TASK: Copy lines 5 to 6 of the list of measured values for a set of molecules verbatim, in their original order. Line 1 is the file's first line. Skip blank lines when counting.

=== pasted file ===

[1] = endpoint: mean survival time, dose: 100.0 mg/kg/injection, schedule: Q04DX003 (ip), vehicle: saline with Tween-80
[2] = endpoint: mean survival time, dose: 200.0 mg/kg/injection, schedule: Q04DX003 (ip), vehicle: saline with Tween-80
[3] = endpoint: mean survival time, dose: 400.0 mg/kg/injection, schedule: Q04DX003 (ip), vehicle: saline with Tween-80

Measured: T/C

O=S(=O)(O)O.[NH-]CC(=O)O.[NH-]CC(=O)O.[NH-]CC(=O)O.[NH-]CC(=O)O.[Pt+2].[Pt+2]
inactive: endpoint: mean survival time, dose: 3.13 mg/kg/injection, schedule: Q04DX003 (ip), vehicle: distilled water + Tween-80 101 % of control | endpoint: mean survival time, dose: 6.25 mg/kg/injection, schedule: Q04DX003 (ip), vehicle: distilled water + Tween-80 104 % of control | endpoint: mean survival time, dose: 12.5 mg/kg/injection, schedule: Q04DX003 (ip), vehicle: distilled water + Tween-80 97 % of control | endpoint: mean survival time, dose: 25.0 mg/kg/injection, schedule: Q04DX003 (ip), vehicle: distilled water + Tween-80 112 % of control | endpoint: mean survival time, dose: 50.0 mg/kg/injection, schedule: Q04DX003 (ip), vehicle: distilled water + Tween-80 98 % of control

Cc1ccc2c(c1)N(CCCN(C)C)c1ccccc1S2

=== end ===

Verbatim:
O=S(=O)(O)O.[NH-]CC(=O)O.[NH-]CC(=O)O.[NH-]CC(=O)O.[NH-]CC(=O)O.[Pt+2].[Pt+2]
inactive: endpoint: mean survival time, dose: 3.13 mg/kg/injection, schedule: Q04DX003 (ip), vehicle: distilled water + Tween-80 101 % of control | endpoint: mean survival time, dose: 6.25 mg/kg/injection, schedule: Q04DX003 (ip), vehicle: distilled water + Tween-80 104 % of control | endpoint: mean survival time, dose: 12.5 mg/kg/injection, schedule: Q04DX003 (ip), vehicle: distilled water + Tween-80 97 % of control | endpoint: mean survival time, dose: 25.0 mg/kg/injection, schedule: Q04DX003 (ip), vehicle: distilled water + Tween-80 112 % of control | endpoint: mean survival time, dose: 50.0 mg/kg/injection, schedule: Q04DX003 (ip), vehicle: distilled water + Tween-80 98 % of control